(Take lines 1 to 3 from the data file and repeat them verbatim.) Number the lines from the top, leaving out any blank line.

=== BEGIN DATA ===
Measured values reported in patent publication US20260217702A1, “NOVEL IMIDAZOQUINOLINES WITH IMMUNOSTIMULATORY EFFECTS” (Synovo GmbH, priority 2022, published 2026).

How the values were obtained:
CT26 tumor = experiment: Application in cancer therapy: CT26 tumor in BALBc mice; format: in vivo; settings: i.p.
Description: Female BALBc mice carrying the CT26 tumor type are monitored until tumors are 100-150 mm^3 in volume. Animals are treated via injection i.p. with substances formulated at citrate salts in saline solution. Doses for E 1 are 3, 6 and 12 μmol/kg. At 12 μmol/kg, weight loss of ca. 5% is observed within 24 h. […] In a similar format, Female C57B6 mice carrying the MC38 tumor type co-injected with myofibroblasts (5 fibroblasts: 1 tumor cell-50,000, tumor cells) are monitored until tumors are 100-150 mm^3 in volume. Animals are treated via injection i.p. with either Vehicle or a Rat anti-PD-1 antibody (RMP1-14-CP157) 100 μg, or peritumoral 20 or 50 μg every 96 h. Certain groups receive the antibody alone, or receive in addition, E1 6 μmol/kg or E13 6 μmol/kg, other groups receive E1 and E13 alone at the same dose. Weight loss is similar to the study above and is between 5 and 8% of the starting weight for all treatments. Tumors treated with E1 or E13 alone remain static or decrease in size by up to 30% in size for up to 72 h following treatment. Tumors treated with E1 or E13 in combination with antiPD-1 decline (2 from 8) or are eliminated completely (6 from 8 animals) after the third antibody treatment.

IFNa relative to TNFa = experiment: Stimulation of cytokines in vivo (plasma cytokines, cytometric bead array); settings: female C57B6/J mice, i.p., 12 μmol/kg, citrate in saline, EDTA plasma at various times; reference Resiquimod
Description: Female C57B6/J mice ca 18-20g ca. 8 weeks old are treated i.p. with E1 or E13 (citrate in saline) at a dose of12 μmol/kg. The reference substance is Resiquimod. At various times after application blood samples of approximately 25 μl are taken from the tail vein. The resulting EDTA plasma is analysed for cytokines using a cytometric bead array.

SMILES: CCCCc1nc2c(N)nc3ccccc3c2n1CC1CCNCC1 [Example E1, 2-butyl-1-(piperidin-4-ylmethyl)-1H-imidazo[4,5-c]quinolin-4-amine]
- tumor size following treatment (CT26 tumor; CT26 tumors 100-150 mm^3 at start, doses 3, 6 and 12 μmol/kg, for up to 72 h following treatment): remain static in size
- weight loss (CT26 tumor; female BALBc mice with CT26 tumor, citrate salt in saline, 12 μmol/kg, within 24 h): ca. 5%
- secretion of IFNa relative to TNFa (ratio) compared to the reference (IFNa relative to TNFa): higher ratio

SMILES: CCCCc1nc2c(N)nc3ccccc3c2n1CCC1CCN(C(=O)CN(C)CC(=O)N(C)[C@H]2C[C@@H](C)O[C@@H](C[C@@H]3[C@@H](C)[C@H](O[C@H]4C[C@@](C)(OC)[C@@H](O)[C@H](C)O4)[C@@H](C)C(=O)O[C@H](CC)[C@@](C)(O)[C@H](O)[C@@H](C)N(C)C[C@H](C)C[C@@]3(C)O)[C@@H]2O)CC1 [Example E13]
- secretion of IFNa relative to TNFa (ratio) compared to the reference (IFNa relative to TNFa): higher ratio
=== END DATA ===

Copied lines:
Measured values reported in patent publication US20260217702A1, “NOVEL IMIDAZOQUINOLINES WITH IMMUNOSTIMULATORY EFFECTS” (Synovo GmbH, priority 2022, published 2026).

How the values were obtained:
CT26 tumor = experiment: Application in cancer therapy: CT26 tumor in BALBc mice; format: in vivo; settings: i.p.